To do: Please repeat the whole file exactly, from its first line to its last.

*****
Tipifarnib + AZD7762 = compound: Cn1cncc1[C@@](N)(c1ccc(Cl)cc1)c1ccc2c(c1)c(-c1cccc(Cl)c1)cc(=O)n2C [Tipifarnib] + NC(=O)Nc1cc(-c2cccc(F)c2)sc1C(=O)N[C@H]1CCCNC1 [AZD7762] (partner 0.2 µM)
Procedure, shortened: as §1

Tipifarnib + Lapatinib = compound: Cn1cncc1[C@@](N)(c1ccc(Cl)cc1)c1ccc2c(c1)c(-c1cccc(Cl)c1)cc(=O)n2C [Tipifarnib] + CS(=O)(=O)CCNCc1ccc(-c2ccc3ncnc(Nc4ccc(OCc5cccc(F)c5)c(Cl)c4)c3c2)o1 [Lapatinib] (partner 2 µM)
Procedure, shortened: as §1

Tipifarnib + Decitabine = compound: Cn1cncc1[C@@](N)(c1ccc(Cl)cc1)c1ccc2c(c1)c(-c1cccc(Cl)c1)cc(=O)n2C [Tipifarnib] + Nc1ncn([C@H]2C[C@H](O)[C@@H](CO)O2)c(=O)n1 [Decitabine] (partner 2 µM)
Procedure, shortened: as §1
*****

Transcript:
Tipifarnib + AZD7762 = compound: Cn1cncc1[C@@](N)(c1ccc(Cl)cc1)c1ccc2c(c1)c(-c1cccc(Cl)c1)cc(=O)n2C [Tipifarnib] + NC(=O)Nc1cc(-c2cccc(F)c2)sc1C(=O)N[C@H]1CCCNC1 [AZD7762] (partner 0.2 µM)
Procedure, shortened: as §1

Tipifarnib + Lapatinib = compound: Cn1cncc1[C@@](N)(c1ccc(Cl)cc1)c1ccc2c(c1)c(-c1cccc(Cl)c1)cc(=O)n2C [Tipifarnib] + CS(=O)(=O)CCNCc1ccc(-c2ccc3ncnc(Nc4ccc(OCc5cccc(F)c5)c(Cl)c4)c3c2)o1 [Lapatinib] (partner 2 µM)
Procedure, shortened: as §1

Tipifarnib + Decitabine = compound: Cn1cncc1[C@@](N)(c1ccc(Cl)cc1)c1ccc2c(c1)c(-c1cccc(Cl)c1)cc(=O)n2C [Tipifarnib] + Nc1ncn([C@H]2C[C@H](O)[C@@H](CO)O2)c(=O)n1 [Decitabine] (partner 2 µM)
Procedure, shortened: as §1